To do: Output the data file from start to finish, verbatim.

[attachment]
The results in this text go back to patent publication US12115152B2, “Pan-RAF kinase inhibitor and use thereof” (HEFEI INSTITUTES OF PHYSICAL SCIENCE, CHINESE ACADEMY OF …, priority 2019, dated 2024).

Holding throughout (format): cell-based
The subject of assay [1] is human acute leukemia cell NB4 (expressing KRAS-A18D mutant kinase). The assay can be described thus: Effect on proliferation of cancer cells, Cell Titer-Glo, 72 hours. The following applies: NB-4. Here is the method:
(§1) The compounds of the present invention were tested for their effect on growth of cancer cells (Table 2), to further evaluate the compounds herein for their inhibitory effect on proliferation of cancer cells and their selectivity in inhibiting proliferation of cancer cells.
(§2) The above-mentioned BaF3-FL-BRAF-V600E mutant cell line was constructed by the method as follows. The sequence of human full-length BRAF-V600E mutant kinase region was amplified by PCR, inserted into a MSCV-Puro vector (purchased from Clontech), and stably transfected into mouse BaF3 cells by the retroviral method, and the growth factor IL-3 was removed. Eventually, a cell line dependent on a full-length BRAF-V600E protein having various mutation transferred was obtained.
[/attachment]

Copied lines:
The results in this text go back to patent publication US12115152B2, “Pan-RAF kinase inhibitor and use thereof” (HEFEI INSTITUTES OF PHYSICAL SCIENCE, CHINESE ACADEMY OF …, priority 2019, dated 2024).

Holding throughout (format): cell-based
The subject of assay [1] is human acute leukemia cell NB4 (expressing KRAS-A18D mutant kinase). The assay can be described thus: Effect on proliferation of cancer cells, Cell Titer-Glo, 72 hours. The following applies: NB-4. Here is the method:
(§1) The compounds of the present invention were tested for their effect on growth of cancer cells (Table 2), to further evaluate the compounds herein for their inhibitory effect on proliferation of cancer cells and their selectivity in inhibiting proliferation of cancer cells.
(§2) The above-mentioned BaF3-FL-BRAF-V600E mutant cell line was constructed by the method as follows. The sequence of human full-length BRAF-V600E mutant kinase region was amplified by PCR, inserted into a MSCV-Puro vector (purchased from Clontech), and stably transfected into mouse BaF3 cells by the retroviral method, and the growth factor IL-3 was removed. Eventually, a cell line dependent on a full-length BRAF-V600E protein having various mutation transferred was obtained.